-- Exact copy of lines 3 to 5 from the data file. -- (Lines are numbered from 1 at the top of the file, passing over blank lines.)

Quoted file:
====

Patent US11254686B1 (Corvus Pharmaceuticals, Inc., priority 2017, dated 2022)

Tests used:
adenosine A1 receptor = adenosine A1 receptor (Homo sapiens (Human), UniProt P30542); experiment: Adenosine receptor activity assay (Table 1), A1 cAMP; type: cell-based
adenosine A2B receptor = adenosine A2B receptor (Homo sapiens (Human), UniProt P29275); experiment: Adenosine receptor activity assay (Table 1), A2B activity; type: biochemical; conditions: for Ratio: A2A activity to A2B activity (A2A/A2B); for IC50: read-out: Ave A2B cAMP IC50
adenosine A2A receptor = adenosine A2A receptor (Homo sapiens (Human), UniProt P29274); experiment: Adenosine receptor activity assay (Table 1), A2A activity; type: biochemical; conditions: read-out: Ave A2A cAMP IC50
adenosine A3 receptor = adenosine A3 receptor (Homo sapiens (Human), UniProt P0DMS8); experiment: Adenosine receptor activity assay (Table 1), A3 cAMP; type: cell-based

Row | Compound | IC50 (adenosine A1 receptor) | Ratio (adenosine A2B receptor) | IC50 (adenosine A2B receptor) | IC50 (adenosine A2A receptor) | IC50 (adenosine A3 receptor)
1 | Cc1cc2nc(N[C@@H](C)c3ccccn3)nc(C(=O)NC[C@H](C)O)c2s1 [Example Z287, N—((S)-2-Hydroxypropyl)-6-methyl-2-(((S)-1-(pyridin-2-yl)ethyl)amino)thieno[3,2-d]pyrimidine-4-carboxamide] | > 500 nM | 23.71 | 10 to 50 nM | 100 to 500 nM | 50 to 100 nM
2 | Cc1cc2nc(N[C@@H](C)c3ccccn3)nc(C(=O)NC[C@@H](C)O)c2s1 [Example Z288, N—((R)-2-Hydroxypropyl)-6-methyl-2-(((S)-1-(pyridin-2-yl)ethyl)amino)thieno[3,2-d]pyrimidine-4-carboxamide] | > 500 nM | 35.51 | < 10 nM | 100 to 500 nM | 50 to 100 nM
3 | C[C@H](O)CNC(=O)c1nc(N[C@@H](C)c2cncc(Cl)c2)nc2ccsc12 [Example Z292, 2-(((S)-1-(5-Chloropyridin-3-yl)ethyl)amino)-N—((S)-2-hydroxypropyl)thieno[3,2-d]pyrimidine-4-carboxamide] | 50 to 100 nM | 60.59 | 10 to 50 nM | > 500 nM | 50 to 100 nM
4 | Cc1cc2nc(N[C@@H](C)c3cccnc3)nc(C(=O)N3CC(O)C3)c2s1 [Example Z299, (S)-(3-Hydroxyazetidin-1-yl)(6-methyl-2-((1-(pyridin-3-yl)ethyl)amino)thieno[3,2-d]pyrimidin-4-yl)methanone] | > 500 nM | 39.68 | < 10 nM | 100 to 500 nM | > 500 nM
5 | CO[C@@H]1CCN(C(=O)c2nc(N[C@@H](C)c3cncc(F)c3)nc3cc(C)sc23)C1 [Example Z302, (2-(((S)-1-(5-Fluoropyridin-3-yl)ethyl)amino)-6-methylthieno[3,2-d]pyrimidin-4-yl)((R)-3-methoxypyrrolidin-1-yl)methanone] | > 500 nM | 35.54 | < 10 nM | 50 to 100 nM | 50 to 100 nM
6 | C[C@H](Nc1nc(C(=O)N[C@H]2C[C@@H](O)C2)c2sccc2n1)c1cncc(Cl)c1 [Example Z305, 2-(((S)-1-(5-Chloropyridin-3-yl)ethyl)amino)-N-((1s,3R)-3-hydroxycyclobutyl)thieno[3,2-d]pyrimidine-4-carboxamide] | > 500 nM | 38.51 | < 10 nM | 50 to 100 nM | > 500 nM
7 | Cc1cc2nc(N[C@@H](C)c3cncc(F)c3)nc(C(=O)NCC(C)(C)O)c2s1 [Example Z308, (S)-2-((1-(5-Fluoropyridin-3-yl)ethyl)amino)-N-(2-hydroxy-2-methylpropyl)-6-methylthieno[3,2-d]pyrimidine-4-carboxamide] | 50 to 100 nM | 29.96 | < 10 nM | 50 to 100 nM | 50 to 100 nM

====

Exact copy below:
adenosine A1 receptor = adenosine A1 receptor (Homo sapiens (Human), UniProt P30542); experiment: Adenosine receptor activity assay (Table 1), A1 cAMP; type: cell-based
adenosine A2B receptor = adenosine A2B receptor (Homo sapiens (Human), UniProt P29275); experiment: Adenosine receptor activity assay (Table 1), A2B activity; type: biochemical; conditions: for Ratio: A2A activity to A2B activity (A2A/A2B); for IC50: read-out: Ave A2B cAMP IC50
adenosine A2A receptor = adenosine A2A receptor (Homo sapiens (Human), UniProt P29274); experiment: Adenosine receptor activity assay (Table 1), A2A activity; type: biochemical; conditions: read-out: Ave A2A cAMP IC50